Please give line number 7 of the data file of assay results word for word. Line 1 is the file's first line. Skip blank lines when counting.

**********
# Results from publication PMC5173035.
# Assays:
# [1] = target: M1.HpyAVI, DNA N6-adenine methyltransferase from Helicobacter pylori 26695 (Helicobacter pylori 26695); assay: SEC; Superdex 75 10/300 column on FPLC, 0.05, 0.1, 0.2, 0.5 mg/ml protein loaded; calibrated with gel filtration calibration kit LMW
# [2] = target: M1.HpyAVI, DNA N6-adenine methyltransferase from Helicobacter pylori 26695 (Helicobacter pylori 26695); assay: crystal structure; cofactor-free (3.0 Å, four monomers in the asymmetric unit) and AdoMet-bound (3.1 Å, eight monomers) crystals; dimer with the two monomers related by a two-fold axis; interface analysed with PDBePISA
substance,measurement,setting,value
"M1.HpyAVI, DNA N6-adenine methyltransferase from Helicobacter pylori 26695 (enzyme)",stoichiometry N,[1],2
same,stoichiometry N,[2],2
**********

same,stoichiometry N,[2],2